Justice is not natural, so to speak, but social in its nature and benefits. It results from our human need to place limits on power. It is unnatural and onerous for those who seek it. [11] Therefore, justice is doing things necessary to maintain the peace in order of a society, protecting the property and rights of those within it.

A Socratic View of Justice

In the end, Socrates defends the view that justice is found in a well-ordered society. In such a society, there is social peace because people of different groups receive what they are due. Only in such a society can the traditional view of justice and a social view of justice be combined so that all people receive their due. In so doing, Socrates tries to achieve the best of the prior theories without their flaws. He rejects the view that justice is merely traditional, the result of power, or utilitarian. Justice is an independent reality based on human nature and the nature of human society.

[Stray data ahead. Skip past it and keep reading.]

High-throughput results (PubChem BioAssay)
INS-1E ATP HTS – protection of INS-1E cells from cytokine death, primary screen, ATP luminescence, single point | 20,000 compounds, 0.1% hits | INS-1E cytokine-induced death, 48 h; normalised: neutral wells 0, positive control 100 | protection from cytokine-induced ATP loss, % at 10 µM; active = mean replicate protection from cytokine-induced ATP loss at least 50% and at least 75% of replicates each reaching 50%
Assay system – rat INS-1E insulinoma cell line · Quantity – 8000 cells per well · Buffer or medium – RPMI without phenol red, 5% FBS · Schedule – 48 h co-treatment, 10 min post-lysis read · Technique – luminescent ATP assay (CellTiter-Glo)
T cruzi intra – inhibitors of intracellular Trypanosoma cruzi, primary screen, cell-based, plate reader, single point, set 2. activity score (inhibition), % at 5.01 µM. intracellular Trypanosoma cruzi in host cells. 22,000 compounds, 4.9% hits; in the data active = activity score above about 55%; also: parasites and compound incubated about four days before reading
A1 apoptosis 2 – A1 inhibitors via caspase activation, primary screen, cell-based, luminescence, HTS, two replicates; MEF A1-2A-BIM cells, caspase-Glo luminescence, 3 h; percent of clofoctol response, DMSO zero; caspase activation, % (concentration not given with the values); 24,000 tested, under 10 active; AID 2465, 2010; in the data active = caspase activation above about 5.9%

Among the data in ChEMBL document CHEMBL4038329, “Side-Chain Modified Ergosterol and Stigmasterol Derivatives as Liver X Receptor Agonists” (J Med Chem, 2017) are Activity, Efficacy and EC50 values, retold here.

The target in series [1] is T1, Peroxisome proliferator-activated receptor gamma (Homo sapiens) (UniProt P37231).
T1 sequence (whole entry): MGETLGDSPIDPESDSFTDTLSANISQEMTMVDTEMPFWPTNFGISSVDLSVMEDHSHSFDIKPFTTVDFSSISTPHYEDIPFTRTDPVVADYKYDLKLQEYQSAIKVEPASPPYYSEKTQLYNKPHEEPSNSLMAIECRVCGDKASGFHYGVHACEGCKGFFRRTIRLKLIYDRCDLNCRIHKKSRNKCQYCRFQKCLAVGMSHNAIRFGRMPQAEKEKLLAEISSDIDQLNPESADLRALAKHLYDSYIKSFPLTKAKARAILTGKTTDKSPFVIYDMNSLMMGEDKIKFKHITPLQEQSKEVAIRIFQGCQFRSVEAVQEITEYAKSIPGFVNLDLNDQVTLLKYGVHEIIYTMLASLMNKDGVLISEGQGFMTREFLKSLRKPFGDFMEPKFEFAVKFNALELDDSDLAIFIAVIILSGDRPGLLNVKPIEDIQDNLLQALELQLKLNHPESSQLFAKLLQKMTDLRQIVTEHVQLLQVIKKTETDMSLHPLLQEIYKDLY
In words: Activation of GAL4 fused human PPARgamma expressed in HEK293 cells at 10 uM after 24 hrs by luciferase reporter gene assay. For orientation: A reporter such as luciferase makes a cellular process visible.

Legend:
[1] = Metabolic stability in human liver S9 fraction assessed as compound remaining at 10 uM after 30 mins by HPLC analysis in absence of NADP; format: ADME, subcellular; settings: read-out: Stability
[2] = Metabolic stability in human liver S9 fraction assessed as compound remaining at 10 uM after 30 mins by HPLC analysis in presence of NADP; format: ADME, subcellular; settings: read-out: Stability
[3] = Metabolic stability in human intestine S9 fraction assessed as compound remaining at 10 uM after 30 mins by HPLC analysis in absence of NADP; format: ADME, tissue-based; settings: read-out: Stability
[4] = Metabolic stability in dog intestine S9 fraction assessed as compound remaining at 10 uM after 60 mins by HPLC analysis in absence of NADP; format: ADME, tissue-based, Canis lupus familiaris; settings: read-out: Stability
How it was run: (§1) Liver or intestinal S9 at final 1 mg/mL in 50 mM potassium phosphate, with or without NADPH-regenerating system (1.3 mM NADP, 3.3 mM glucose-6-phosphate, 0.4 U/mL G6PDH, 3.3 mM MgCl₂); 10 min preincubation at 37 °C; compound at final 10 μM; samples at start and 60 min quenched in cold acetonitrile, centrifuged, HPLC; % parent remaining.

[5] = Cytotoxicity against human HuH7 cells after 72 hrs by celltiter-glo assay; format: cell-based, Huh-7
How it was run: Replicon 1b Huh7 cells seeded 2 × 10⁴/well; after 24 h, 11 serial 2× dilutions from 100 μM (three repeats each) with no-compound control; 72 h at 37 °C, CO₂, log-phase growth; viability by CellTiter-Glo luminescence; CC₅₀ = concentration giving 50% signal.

Socrates argues that justice can be discerned by analogy to what constitutes a just person. A just person keeps the three constituents of the human person, mind, body, and soul in a rational order. By analogy, a just society exists where the major groups of society are in order. Plato divides Greek society into three classes whose characteristics mirror the human psyche: philosophers (mind), honor seekers (soul), and money lovers (body). [12] A just society is, by analogy to the human person, a society in which the instincts of each class can exist in harmony.